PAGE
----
Research Suggests Sleep Quality is Important Factor in Managing Diabetes
NEW YORK, Aug. 25, 2020 – While it is no secret that teenagers as a whole do not get enough sleep, lack of sleep can be even more problematic for those with diabetes, according to a new research study published in the Journal of Pediatric Health Care.
The research revealed that sleep variability was related to stress and depressive symptoms, as well as more glucose variability. Consistent rest-activity rhythm timing was associated with fewer trait anxiety symptoms. Robust rhythms were linked to better diabetes self-management.
“Quality sleep is a critical element to self-management of type 1 diabetes that often goes unnoticed,” said lead author Kaitlyn Rechenberg, PhD, MPH, APRN
The researchers studied 68 children ages 10-16 with type 1 diabetes for at least six months, including school and summer vacation periods. More than two-thirds of these youths reported short sleep duration (less than eight hours of sleep per night). Those with short sleep duration were associated with insulin resistance and impaired glucose metabolism. Additionally, poor sleep was shown to be associated with more depressive symptoms.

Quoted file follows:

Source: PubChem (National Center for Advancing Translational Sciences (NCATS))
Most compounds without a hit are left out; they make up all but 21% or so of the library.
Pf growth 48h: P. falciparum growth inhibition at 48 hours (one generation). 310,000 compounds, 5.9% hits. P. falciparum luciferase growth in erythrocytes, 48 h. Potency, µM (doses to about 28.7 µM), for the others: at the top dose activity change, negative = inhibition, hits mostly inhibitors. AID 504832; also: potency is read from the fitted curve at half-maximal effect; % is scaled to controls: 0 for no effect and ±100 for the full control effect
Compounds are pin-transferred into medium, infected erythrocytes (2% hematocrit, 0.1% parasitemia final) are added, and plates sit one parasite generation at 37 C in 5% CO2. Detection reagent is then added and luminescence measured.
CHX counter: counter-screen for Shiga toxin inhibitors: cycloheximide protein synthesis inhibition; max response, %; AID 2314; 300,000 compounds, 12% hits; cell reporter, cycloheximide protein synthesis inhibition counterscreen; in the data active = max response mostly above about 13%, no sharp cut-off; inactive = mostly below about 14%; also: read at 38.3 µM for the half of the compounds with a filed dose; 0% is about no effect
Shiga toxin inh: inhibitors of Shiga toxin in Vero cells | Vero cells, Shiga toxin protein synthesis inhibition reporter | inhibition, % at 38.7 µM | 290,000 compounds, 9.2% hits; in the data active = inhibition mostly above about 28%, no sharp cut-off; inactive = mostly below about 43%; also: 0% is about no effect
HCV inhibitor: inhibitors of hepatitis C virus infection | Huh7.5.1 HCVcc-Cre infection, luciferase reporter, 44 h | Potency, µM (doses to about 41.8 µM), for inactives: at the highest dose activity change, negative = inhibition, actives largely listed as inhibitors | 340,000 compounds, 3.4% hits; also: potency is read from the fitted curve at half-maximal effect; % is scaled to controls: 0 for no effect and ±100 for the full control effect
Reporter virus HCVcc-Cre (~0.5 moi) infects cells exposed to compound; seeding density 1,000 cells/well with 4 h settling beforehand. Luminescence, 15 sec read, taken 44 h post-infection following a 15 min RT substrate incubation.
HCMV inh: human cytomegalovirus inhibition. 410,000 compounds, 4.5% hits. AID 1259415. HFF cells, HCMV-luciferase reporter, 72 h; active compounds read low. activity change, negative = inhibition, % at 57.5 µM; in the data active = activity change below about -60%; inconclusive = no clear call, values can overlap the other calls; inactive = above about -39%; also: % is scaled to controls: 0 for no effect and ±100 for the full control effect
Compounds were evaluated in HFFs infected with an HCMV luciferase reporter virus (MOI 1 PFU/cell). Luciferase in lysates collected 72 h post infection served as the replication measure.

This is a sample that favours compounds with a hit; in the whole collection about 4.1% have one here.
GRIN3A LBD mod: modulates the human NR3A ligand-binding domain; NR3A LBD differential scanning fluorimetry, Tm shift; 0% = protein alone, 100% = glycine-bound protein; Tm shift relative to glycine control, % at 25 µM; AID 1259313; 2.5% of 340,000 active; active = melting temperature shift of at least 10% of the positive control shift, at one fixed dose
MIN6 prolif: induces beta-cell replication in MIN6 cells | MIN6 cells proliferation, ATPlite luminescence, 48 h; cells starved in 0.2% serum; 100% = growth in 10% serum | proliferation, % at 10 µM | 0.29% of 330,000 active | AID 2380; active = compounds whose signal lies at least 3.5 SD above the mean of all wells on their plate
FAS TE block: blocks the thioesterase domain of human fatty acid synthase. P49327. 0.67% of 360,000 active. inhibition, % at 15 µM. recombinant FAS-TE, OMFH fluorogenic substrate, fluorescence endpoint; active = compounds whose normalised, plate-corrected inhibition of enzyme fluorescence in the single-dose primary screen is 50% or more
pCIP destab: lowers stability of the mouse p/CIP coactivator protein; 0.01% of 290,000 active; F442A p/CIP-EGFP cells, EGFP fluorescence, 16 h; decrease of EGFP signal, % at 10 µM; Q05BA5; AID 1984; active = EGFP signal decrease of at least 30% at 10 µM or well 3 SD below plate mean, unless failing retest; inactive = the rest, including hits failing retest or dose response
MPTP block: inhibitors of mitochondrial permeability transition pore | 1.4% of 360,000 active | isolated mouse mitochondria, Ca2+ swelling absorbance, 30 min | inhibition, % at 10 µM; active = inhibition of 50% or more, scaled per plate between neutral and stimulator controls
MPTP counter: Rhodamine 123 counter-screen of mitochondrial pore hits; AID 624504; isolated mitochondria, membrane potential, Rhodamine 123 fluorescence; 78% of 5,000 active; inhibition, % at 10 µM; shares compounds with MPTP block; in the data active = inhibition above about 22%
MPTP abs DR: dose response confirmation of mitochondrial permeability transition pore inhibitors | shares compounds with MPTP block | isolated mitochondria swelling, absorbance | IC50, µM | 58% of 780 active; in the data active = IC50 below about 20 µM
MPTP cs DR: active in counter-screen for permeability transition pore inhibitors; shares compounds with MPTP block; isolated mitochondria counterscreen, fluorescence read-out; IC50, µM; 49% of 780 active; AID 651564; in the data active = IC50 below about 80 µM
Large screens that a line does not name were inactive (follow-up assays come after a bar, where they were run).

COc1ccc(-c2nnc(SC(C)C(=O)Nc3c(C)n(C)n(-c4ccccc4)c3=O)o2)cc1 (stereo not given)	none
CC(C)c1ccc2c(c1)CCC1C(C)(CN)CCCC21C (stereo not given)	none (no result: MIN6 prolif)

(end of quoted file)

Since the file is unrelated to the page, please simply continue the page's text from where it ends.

“Improving sleep quality in teenagers may be a potential therapeutic target to improve diabetes outcomes,” said Dr.
Also contributing to this study was Stephanie Griggs, PhD, RN, Sangchoon Jeon, PhD, Nancy Redeker, PhD, RN, FAHA, FAAN, Henry Klar Yaggi, MD, MPH and Margaret Grey, DrPH, RN, FAAN.
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The National Association of Pediatric Nurse Practitioners (NAPNAP) is the nation’s only professional association for pediatric-focused advanced practice registered nurses (APRNs) dedicated to improving the quality of health care for infants, children, adolescents and young adults. Representing more than 9,000 healthcare practitioners with 18 special interest groups and 53 chapters, NAPNAP has been advocating for children’s health since 1973 and was the first APRN society in the U.S. Our mission is to empower pediatric-focused advanced practice registered nurses and key partners to optimize child and family health. www.NAPNAP.org
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